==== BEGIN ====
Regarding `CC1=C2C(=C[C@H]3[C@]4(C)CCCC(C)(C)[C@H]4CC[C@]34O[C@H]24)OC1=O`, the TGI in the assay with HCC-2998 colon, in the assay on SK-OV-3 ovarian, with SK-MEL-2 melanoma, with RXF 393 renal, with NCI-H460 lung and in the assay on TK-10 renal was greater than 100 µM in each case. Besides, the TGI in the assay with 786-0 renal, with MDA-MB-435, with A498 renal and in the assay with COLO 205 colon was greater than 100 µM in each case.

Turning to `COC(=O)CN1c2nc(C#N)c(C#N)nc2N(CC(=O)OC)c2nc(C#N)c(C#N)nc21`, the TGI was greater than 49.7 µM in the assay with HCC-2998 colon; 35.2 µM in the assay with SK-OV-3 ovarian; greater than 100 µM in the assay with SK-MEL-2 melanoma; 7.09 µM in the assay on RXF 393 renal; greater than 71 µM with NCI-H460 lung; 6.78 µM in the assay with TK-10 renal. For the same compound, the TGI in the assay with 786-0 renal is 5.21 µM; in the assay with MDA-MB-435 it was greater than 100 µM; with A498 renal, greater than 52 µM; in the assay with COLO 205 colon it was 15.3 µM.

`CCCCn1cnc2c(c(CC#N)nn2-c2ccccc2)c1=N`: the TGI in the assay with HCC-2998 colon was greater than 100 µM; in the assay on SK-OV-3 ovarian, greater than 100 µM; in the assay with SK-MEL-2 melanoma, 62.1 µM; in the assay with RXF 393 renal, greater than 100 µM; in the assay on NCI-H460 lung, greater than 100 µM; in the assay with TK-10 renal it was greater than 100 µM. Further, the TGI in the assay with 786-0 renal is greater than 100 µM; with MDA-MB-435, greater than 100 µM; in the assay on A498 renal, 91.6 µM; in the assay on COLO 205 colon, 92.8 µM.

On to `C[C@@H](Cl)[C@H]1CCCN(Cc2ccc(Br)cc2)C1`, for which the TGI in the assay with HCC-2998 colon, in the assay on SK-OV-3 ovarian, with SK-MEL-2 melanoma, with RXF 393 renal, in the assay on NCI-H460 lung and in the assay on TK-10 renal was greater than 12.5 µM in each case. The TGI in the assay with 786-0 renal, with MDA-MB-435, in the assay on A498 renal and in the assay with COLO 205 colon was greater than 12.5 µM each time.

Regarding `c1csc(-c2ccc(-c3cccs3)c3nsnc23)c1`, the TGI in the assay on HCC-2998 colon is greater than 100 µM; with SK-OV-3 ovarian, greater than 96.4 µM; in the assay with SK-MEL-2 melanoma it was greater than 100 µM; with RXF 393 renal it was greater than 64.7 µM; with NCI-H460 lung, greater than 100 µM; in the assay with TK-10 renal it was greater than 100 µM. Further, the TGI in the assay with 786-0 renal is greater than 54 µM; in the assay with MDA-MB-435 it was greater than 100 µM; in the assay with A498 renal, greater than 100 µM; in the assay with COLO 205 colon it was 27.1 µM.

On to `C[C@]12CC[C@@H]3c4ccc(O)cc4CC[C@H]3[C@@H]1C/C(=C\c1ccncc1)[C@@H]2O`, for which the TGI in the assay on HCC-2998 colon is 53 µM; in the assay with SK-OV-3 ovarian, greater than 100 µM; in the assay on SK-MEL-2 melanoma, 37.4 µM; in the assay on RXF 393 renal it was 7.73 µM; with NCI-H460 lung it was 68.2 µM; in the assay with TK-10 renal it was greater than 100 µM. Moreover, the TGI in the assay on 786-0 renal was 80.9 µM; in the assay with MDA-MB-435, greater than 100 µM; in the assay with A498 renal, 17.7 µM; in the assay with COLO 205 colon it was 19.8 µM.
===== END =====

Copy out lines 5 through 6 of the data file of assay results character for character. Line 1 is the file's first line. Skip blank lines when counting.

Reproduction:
Regarding `c1csc(-c2ccc(-c3cccs3)c3nsnc23)c1`, the TGI in the assay on HCC-2998 colon is greater than 100 µM; with SK-OV-3 ovarian, greater than 96.4 µM; in the assay with SK-MEL-2 melanoma it was greater than 100 µM; with RXF 393 renal it was greater than 64.7 µM; with NCI-H460 lung, greater than 100 µM; in the assay with TK-10 renal it was greater than 100 µM. Further, the TGI in the assay with 786-0 renal is greater than 54 µM; in the assay with MDA-MB-435 it was greater than 100 µM; in the assay with A498 renal, greater than 100 µM; in the assay with COLO 205 colon it was 27.1 µM.

On to `C[C@]12CC[C@@H]3c4ccc(O)cc4CC[C@H]3[C@@H]1C/C(=C\c1ccncc1)[C@@H]2O`, for which the TGI in the assay on HCC-2998 colon is 53 µM; in the assay with SK-OV-3 ovarian, greater than 100 µM; in the assay on SK-MEL-2 melanoma, 37.4 µM; in the assay on RXF 393 renal it was 7.73 µM; with NCI-H460 lung it was 68.2 µM; in the assay with TK-10 renal it was greater than 100 µM. Moreover, the TGI in the assay on 786-0 renal was 80.9 µM; in the assay with MDA-MB-435, greater than 100 µM; in the assay with A498 renal, 17.7 µM; in the assay with COLO 205 colon it was 19.8 µM.